LUCARA Diamond Corporation’s 1,758 carat diamond Sewelô, recovered at its Karowe operation in Botswana, would be cut, polished and turned into a collection of Louis Vuitton jewellery, the Toronto-listed company announced.
“We are delighted to be partnering with Louis Vuitton, the famous luxury House, to transform the historic, 1,758 carat Sewelô, Botswana’s largest diamond, into a collection of fine jewellery that will commemorate this extraordinary discovery and contribute direct benefits to our local communities of interest in Botswana,” said Eira Thomas, Lucara CEO.
However, it’s unclear how valuable the polished diamonds will be, said Bloomberg News referring to comments by Lucara management which said previously the Sewelô diamond was not the type of goods that yielded top jewellery-standard gems.
Lucara will get a “non material” upfront fee and own 50% of the polished diamonds from the Sewelô, or “rare find” in Tswana, said the newswire.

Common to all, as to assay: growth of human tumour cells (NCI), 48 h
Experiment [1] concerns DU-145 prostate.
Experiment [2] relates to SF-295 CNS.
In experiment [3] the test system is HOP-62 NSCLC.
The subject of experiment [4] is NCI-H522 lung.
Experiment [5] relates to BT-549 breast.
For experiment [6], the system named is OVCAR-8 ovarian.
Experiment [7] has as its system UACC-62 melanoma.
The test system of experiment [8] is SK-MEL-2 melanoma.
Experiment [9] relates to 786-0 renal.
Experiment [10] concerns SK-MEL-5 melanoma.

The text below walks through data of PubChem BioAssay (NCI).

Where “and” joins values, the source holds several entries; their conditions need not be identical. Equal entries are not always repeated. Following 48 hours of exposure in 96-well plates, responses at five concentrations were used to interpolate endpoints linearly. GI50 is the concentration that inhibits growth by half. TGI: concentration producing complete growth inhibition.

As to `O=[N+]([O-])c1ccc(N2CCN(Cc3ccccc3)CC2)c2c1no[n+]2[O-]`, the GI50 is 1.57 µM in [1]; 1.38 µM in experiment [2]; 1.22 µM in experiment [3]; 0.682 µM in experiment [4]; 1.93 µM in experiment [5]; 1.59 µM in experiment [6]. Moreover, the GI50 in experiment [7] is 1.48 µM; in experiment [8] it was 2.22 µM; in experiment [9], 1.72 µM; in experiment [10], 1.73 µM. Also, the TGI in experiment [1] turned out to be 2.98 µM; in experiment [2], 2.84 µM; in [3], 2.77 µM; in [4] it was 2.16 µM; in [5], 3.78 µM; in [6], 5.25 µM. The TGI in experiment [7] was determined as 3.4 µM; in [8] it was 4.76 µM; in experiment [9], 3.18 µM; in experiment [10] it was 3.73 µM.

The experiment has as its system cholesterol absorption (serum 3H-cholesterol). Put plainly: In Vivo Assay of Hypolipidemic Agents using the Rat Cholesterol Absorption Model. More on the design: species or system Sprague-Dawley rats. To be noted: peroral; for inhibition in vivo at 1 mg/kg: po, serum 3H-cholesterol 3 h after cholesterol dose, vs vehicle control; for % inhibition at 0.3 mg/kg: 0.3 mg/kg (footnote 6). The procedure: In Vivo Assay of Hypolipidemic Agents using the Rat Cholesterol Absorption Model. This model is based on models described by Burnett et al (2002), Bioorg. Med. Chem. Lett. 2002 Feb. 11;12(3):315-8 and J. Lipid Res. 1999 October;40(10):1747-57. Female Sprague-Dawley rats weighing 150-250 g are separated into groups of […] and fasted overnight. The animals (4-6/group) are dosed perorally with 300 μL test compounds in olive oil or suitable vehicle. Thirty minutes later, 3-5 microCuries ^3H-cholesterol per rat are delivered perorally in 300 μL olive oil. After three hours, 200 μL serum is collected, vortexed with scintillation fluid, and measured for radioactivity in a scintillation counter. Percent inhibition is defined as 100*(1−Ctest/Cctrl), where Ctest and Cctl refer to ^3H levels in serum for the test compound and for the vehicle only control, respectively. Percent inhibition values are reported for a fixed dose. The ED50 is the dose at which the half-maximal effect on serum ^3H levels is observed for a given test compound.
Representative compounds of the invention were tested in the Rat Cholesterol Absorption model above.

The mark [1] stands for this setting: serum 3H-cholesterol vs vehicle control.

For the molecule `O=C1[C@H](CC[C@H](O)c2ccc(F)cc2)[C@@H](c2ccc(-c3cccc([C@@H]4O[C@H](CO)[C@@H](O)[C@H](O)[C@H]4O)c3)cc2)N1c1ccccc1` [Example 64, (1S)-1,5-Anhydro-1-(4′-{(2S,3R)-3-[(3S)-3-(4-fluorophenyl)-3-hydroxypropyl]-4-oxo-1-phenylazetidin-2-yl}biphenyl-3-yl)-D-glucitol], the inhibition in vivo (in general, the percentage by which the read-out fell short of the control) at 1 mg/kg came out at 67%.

Louis Vuitton has been pushing into fine jewellery since opening a flagship store on Paris’s Place Vendôme — the famed district home to Cartier and Boucheron — and since tapping a new head jewellery designer, Francesca Amfitheatrof, it said.
Game of Thrones actress Sophie Turner and Brokeback Mountain star Michelle Williams have posed for recent campaigns for necklaces and earrings often depicting the recognisable flowers from the Louis Vuitton monogram.
In 2015, Lucara found the 1,109-carat Lesedi La Rona, which at the time was the second-largest ever and eventually sold for $53m. The mine has also yielded a 813-carat stone that fetched $63m. Those two gems were both much more valuable Type-IIa stones.
The biggest diamond discovered is the 3,106-carat Cullinan, found near Pretoria in South Africa in 1905. It was cut into several polished gems, the two largest of which — the Great Star of Africa and the Lesser Star of Africa — are set in the Crown Jewels of Britain.